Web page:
Landscaping medians

Start taking pride in city’s appearance

Vernal, Utah ó an oil town in the middle of a drab (although geologically and paleontologically fascinating) desert ó has a decorating theme. From one end of Main Street to the other, from May through the killing frosts of October, more than 1,500 planters and hanging baskets overflow with petunias in varying shades of pink and white.

The result is a colorful and unified focus that suggests Vernal is a prosperous place where people care about their community.

Vernal is hardly the only town with a beautification program, but itís one thatís similar to Cortez in size and climate. As the city government investigates beautifying medians at key entrances to the city, itís worth investigating what other communities are doing.

The expense of landscaping (or attractive signage or public art or any of a number of other image-related projects) can be difficult to justify because the benefits are hard to calculate.

Those benefits do exist, though, and they shouldnít be undervalued. The image of a community where people care enough to keep the flowers watered, the grass cut and the lights on is invaluable, because it draws people into participation. ďI want to be a part of that,Ē they say, and they add to the picture.

Thereís much more to creating an attractive community than planting greenery and flowers where cracked colored concrete currently sits. Tending median plantings is a dangerous job ó especially at the bizarrely designed intersection at the west end of Main Street. Landscaping cannot interfere with visibility and navigability. Itís hard to find plants that flourish on small islands in a sea of hot pavement and vehicle exhaust. No cost is inconsequential.

And beautiful gateways and byways are promises that must be fulfilled by all of the property between and along them. In Cortez, that includes highway businesses, downtown, the outlying business corridors, transitional districts, residential areas, mobile home parks and vacant lots. The current plantings downtown are attractive, as far as they go ó which isnít very far.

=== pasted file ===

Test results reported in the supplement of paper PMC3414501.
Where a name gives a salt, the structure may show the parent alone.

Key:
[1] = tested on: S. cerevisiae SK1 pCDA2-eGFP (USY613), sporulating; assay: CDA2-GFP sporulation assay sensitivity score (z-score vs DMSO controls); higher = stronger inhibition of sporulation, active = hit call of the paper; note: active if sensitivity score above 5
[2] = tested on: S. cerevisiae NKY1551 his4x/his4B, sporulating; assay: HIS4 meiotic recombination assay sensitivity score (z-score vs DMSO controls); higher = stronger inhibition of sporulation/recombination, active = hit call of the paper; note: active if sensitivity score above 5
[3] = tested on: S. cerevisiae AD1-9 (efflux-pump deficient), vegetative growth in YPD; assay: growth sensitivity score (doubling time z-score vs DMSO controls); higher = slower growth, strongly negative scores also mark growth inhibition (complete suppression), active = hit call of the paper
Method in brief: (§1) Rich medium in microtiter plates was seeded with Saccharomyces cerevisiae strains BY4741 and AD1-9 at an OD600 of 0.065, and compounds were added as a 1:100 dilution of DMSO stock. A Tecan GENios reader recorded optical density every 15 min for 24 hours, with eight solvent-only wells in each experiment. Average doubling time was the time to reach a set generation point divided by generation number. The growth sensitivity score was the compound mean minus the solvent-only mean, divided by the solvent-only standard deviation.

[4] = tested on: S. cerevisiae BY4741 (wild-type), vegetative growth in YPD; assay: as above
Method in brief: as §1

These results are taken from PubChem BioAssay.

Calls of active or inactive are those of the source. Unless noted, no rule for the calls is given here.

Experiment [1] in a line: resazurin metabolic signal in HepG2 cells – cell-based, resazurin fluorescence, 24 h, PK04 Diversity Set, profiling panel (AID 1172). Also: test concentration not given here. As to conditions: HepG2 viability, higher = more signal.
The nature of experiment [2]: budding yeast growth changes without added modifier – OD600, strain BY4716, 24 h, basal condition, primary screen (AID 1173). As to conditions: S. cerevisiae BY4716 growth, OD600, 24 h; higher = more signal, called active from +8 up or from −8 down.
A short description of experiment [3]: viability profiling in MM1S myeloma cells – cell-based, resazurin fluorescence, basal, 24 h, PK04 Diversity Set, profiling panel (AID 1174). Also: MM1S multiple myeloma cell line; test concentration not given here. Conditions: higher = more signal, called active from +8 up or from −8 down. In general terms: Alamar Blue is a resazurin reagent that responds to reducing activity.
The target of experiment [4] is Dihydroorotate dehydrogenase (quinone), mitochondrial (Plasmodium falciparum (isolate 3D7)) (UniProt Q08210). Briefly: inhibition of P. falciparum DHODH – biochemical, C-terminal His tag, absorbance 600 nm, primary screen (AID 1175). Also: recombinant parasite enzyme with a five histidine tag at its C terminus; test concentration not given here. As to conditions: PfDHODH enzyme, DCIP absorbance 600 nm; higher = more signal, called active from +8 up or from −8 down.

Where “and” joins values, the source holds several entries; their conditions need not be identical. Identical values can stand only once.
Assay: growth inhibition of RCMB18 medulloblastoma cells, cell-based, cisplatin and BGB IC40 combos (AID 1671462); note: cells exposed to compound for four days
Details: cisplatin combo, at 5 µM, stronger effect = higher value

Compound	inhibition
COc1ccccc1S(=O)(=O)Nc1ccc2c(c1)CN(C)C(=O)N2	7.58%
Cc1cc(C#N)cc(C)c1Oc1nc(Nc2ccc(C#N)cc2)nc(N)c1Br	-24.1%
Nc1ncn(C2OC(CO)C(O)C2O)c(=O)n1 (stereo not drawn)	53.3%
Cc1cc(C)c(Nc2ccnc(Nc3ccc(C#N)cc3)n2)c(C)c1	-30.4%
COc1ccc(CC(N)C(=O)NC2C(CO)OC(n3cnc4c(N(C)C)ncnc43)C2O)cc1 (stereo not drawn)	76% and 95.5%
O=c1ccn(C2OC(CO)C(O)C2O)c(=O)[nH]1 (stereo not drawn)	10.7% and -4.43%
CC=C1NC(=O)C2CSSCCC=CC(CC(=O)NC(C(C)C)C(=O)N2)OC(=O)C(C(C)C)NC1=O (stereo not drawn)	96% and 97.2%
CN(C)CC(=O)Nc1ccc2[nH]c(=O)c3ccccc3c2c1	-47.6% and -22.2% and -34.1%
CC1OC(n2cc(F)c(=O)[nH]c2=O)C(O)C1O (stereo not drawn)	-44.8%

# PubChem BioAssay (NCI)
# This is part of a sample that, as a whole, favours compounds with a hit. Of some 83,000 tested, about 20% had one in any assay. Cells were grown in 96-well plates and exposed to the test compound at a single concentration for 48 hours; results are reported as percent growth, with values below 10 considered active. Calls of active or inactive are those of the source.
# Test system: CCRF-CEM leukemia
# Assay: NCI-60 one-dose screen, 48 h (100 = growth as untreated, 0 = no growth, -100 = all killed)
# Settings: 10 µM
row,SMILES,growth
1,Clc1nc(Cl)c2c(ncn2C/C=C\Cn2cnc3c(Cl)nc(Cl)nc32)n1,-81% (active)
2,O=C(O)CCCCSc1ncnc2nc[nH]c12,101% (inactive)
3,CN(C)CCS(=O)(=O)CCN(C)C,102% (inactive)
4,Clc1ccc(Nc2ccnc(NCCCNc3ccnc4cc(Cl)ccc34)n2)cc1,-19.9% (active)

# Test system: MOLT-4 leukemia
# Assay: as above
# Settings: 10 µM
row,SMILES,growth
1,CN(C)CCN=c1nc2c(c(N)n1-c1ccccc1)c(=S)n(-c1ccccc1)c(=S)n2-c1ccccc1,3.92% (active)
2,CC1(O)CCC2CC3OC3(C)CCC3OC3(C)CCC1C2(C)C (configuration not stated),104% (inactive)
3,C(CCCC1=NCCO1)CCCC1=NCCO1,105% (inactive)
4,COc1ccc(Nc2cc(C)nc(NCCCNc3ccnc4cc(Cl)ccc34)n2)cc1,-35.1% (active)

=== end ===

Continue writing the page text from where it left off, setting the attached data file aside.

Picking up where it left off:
Flowers, even in full and glorious bloom, can only go so far in countering the impression given by derelict buildings, neglected billboards and trash-filled ditches. All of that needs to be addressed.

The city needs a well-designed beautification plan, not a few plants here and there. Maybe thereís a better plan, a better place to start.

But prettier medians and a commitment to maintain them are good first steps toward improving the visual reputation of Cortez. Thatís a solid investment. Civic groups and school classes could take part ó safely, of course. Those who remember when the fountain on West Main ran water (and occasional soapsuds), when the Christmas tree there was beautifully decorated and ceremonially lit for the first time each season ó when Cortez took more pride in its appearance ó also remember the benefits.

Looks arenít everything, but they can do considerable harm. Cortez is a more happening place than a quick glance (let alone a careful examination) would suggest. This is a good place to live and work; thereís no reason it should look like a dusty, sleepy town.